PEORIA, Ariz. -- Veteran outfielder Jody Gerut made the decision on Sunday to retire from Major League Baseball, a choice surprising not so much for its impact on the Mariners as for the reasons and eloquent words used to announce his departure.

Gerut walked into the press room at the Mariners' facility about three hours before their Spring Training opener and choked back tears as he read a statement, then spoke from the heart for 15 minutes while answering questions.

"The last three days have been hollow," he said. "I've had a very clear voice in my head saying today, in this condition, you shouldn't be out there. Not in the capacity of a player who quite possibly could be counted on one day by his teammates and by a city. Mentally you need to be there."

Gerut, 33, was one of several players fighting for a backup outfield role with the Mariners after signing as a non-roster invitee. He "had a legitimate shot to make the team," according to general manager Jack Zduriencik and was mentioned a day earlier by manager Eric Wedge as one of the top contenders to back up center fielder Franklin Gutierrez this year.

Gerut would have made $750,000 this season if he'd earned a spot on the 25-man roster, with another potential $400,000 in playing-time incentives.

"Physically, I'm fine," he said. "But mentally my reasons for wanting to be in uniform have become so thin and narrow that I refuse to disrespect the game that has provided so generously for my family by playing it in a half-hearted way.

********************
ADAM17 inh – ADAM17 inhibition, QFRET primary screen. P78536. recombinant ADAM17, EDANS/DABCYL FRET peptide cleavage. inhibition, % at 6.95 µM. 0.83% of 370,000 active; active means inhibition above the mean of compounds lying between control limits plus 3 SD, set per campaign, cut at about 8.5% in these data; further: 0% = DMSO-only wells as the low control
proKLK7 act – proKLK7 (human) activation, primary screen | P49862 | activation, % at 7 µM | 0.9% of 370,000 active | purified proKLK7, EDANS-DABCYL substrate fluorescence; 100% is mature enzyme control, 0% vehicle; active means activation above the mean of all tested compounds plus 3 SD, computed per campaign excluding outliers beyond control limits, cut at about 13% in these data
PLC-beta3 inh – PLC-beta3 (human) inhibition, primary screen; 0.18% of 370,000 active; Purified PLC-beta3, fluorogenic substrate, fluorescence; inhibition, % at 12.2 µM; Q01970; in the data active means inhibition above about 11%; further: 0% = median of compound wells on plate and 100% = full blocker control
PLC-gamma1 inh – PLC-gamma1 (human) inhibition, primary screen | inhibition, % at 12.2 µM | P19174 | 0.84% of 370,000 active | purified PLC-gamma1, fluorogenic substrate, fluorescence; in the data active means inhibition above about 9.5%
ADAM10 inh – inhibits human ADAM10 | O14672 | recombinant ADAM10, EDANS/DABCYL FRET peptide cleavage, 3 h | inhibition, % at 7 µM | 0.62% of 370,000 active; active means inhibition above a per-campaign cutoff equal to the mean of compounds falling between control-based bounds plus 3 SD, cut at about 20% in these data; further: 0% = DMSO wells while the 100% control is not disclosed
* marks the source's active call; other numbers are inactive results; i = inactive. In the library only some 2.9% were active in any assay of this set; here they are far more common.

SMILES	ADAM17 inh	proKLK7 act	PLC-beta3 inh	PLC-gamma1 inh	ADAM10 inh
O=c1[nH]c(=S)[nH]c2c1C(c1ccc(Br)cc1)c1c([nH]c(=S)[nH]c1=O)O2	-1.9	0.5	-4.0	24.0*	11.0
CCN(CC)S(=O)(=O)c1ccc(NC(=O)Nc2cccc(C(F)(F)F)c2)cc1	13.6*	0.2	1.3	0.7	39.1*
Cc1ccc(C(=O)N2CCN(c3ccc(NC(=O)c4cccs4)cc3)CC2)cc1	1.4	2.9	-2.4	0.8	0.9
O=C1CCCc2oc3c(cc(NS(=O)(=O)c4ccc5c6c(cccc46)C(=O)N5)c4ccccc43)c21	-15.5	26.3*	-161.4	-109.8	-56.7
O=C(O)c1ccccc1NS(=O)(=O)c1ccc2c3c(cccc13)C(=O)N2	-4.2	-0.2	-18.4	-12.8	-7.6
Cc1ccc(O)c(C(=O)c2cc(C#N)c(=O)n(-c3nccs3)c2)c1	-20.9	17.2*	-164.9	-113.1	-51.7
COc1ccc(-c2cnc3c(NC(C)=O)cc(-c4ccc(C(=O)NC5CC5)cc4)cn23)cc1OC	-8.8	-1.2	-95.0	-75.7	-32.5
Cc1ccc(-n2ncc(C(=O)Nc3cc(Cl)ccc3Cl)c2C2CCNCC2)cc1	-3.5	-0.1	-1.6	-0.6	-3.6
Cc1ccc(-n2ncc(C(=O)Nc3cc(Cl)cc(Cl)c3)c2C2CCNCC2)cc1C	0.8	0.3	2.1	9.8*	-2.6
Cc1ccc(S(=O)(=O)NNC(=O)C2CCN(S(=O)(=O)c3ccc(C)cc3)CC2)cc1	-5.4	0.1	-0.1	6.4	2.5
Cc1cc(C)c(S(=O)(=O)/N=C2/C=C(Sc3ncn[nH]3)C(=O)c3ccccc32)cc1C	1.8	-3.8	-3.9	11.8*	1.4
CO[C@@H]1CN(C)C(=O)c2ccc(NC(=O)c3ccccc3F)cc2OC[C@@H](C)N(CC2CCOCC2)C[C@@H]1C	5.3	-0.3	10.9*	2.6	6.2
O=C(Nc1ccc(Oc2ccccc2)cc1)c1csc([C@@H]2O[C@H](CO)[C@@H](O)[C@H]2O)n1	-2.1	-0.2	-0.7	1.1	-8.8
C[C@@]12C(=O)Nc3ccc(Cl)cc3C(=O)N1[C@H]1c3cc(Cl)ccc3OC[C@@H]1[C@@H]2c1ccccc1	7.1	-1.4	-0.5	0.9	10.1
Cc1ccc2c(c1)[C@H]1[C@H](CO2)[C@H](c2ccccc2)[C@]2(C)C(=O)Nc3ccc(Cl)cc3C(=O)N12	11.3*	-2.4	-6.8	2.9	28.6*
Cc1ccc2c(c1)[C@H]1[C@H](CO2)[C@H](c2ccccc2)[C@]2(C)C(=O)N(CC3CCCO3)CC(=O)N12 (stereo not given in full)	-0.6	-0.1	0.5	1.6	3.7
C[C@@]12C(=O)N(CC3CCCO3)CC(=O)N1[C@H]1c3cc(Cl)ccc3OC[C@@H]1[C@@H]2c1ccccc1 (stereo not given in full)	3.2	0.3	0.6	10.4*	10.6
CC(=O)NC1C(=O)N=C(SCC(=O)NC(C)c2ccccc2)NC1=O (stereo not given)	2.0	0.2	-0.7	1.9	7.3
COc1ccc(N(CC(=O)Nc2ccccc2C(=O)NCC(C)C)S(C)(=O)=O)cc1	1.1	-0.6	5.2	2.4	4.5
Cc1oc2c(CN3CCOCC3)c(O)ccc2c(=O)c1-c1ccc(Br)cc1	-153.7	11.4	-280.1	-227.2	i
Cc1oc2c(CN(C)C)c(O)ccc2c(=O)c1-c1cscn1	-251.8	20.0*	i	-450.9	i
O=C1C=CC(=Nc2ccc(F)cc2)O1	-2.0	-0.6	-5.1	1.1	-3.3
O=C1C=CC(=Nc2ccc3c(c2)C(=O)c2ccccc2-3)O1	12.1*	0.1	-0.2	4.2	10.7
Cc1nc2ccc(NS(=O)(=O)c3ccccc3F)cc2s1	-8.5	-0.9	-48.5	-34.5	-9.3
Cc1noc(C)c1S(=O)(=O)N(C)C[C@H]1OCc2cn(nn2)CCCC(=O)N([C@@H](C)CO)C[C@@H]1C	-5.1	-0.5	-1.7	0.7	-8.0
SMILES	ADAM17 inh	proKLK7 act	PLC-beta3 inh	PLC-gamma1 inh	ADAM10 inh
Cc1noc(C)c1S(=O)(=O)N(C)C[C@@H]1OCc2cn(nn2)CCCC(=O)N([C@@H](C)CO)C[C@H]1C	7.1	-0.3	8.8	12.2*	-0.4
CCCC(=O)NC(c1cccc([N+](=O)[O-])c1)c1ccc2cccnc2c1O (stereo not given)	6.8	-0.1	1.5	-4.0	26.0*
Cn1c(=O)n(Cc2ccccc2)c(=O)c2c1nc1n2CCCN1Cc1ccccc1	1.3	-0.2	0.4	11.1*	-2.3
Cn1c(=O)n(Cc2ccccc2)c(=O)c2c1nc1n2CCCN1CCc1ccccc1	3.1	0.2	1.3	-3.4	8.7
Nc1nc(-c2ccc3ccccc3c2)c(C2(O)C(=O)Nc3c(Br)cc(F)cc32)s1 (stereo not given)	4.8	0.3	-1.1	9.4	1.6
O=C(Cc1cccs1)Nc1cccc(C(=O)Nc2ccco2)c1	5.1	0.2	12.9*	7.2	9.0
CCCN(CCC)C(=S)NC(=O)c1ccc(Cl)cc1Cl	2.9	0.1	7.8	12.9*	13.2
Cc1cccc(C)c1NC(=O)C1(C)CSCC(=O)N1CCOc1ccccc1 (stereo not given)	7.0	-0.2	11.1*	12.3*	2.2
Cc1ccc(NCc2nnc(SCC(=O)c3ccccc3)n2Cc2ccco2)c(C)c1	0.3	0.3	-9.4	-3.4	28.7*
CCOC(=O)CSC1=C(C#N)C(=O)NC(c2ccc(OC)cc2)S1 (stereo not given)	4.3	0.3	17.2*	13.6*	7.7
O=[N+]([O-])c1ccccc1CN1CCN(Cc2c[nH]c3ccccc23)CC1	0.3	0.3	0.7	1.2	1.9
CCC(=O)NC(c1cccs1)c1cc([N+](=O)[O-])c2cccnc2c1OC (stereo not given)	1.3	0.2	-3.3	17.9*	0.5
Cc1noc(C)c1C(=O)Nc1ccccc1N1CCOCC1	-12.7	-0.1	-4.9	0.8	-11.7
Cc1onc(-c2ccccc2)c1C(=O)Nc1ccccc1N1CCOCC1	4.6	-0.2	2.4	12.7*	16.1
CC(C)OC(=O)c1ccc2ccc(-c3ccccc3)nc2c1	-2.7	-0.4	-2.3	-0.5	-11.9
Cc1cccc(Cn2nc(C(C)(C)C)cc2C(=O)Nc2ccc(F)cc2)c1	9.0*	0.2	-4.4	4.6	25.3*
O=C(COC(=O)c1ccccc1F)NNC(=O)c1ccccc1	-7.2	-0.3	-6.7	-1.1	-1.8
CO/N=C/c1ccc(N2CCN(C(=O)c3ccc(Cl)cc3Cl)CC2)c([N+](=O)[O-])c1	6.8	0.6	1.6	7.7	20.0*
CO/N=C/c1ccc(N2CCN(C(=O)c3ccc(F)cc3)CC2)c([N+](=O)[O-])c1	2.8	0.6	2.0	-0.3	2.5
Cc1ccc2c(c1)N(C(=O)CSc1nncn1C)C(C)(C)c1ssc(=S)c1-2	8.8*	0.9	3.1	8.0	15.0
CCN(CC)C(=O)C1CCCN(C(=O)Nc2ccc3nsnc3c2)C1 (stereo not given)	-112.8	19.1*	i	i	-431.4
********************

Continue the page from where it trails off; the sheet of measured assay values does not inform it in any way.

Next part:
"It was very clear that my capacity as a player was done, empty, finished."

Gerut said he came to camp 11 days ago with every intention of competing for a job, but realized in the last 3-4 days that his competitive juices were gone.

"There was a sense of apathy that hadn't been there," he said. "And there shouldn't be apathy in this situation because there is opportunity here."

Gerut was in his first training camp with the Mariners. He previously played for Wedge in Cleveland from 2003-05 and said he was glad Wedge and his staff was in place at the end of his career as well.

The Mariners told him if he had a change of heart the door remained open, but he said he didn't think that was going to happen.

"I'm human," he said. "It's possible I could have a change of heart. But I highly doubt it. To me, this is it."

Gerut has a .262 career batting average with 59 home runs and 226 RBIs in 574 games with the Indians, Cubs, Pirates, Padres and Brewers.

The well-spoken veteran said in the end, he just couldn't justify going through the motions in a game that has meant so much to him and his family. He said the idea of playing just for a paycheck "is a notion so distasteful to me it makes me physically sick to my stomach."

Originally drafted by Colorado in the second round in 1998 out of Stanford, Gerut said he's confident he'll have opportunities beyond baseball, or perhaps still in the game in some capacity. And while he will no longer be on the field, he said he'll never forget the impact Major League Baseball has had on his life.

"It defines the word special," he said. "It's greater than any one person. It forces you to find humility because one day, no matter how good you are, you're going to be done."